Bulgaria charges defence minister over combat aviation deal

Bulgaria charges defence minister over combat aviation deal
By Dimitar Koychev in Sofia November 23, 2016

The Sofia city prosecutor’s office has charged outgoing defence minister Nikolay Nenchev over alleged failure to provide aviation safety and airworthiness of Bulgarian fighter aircraft, a notice on the website of the prosecutor’s office said on November 23.

Nenchev is the second member of Bulgaria’s outgoing government to face charges this week, after Health Minister Petar Moskov was indicted on November 21. Three former ministers have also been charged recently in connection to the cancelled Belene nuclear power plant project. So far, Bulgaria’s judiciary has had a minimal success rate in bringing cases against politicians, but the recent series of high-level investigations could be a sign they are becoming more aggressive. 

The prosecutor’s investigation into Nenchev found that in April 2015 Bulgaria’s defence ministry and Russian corporation RSK MiG signed two contracts for extending the life of two jet engines, as well as the repair of two other jet engines and other equipment, all used by Bulgaria’s Soviet-made MiG-29 jet fighters. The value of the deal was €3.77mn. However, after the signing Nenchev repeatedly instructed his subordinates to ignore these contracts and not implement them, the prosecutor’s office said.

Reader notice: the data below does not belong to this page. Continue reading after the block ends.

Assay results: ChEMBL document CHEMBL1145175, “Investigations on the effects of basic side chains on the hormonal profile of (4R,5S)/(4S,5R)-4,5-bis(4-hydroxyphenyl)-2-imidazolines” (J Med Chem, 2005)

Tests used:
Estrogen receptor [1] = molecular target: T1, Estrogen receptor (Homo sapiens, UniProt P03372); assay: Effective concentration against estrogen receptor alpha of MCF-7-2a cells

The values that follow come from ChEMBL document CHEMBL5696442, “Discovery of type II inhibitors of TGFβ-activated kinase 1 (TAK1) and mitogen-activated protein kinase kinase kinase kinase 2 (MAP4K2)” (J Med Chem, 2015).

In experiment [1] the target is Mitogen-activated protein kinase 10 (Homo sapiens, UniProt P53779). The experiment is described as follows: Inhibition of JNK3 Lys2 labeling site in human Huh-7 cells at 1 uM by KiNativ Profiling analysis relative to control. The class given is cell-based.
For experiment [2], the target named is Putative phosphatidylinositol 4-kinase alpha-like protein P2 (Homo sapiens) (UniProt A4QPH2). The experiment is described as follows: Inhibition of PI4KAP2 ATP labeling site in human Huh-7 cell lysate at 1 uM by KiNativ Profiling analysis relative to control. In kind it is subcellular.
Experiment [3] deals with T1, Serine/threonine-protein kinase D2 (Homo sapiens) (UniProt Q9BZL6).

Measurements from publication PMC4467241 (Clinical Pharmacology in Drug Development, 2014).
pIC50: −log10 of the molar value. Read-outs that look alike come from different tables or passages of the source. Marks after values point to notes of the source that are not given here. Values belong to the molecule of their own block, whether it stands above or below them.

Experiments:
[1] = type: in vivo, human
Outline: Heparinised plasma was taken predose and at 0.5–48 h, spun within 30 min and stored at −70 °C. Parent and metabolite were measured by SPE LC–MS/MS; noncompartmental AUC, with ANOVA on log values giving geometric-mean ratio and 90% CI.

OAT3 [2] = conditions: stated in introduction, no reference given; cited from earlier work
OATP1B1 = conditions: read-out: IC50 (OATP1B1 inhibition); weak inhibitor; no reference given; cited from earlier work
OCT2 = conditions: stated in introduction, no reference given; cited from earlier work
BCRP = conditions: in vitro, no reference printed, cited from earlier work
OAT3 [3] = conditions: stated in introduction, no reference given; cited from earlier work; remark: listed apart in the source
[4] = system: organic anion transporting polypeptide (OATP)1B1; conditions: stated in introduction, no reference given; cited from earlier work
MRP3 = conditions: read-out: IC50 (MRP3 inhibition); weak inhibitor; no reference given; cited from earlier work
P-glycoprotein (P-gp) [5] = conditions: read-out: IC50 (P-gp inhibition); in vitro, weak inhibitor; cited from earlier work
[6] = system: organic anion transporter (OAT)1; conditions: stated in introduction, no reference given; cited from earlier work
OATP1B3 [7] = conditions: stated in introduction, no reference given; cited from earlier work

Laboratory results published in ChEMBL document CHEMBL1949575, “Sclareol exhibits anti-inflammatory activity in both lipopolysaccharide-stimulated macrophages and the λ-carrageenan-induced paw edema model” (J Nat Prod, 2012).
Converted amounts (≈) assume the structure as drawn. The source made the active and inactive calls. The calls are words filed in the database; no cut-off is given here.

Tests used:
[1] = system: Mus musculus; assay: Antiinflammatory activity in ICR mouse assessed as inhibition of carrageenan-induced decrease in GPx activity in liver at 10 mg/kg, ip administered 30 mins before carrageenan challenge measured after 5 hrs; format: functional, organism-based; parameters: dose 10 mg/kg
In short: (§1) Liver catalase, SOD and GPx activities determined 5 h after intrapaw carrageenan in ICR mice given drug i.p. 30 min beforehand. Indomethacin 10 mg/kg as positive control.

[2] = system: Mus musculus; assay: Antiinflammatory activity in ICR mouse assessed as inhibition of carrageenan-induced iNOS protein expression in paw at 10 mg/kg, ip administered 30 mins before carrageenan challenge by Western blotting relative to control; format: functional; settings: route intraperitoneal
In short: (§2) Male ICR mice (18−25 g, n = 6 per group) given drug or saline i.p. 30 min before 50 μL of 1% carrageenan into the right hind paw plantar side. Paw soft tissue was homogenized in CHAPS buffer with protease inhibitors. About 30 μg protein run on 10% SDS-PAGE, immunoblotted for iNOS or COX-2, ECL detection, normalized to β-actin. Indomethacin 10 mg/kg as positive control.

The prosecutor’s office claims that Nenchev’s actions resulted in significant negative consequences for the army, including reduced flight time for air force pilots, fewer prepared pilots and the inability to train young MiG-29 pilots.

In 2015 and 2016, Nenchev worked on other options, and in November 2015 Bulgaria’s parliament ratified a €6.1mn contract with Poland for the repair of six MiG-29 engines, which has already been completed. Shortly before the ratification, RSK MiG had warned that it would sue Bulgaria if the contract with Poland went ahead, saying that Bulgaria and Russia had an agreement on intellectual property, and there is such property in the engines.

In the end Bulgaria had to resort to the original manufacturer, RSK MiG. In November 2016, the Balkan country’s defence ministry signed a BGN42.7mn (€21.8mn, VAT not included) contract to buy 10 MiG-29 engines, to be delivered by the Bulgarian company Aviostart, which will purchase them from the Russian corporation.

Nenchev and Moskov are part of the outgoing Bulgarian government headed by Prime Minister Boyko Borissov. Both ministers came from the ranks of junior ruling coalition partner Reformist Bloc. 

On November 14, Borissov submitted to the parliament the resignation of the government he leads. The move came after the second round of the presidential election was won by former air force commander General Rumen Radev, who was supported by the opposition Bulgarian Socialist Party (BSP). The parliament accepted the cabinet's resignation on November 16.